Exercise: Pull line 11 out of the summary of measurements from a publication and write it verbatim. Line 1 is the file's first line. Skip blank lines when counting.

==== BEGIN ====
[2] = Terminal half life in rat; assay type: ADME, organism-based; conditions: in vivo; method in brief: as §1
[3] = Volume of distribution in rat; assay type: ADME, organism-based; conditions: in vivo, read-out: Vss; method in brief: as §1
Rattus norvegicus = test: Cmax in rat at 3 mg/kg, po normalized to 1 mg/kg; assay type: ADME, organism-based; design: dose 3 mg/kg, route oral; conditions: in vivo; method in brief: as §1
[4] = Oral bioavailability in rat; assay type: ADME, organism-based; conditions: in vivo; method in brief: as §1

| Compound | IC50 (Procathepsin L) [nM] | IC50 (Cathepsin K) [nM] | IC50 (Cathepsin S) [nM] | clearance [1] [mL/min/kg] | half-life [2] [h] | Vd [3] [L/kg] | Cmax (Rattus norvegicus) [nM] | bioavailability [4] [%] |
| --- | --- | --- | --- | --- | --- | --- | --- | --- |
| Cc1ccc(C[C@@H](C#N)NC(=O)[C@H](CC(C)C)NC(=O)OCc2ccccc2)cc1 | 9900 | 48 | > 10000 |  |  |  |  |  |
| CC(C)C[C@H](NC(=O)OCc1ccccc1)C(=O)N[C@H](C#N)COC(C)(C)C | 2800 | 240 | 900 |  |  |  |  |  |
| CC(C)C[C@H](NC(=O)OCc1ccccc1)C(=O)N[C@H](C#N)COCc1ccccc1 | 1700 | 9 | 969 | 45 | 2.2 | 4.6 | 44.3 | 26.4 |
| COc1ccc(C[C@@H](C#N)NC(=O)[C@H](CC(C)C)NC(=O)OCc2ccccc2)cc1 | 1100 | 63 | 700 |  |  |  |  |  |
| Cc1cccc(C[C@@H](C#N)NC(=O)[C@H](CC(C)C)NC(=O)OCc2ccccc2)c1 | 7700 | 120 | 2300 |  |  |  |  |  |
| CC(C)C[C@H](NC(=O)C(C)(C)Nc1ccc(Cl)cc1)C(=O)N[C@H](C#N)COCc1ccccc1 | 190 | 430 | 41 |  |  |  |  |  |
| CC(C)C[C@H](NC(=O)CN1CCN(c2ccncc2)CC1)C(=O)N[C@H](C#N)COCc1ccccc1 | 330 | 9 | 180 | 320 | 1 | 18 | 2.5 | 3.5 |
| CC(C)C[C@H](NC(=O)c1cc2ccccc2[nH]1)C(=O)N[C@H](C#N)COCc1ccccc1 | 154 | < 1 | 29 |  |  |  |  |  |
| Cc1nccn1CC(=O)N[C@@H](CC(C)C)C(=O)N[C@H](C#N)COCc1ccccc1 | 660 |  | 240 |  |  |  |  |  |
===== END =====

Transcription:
| Cc1cccc(C[C@@H](C#N)NC(=O)[C@H](CC(C)C)NC(=O)OCc2ccccc2)c1 | 7700 | 120 | 2300 |  |  |  |  |  |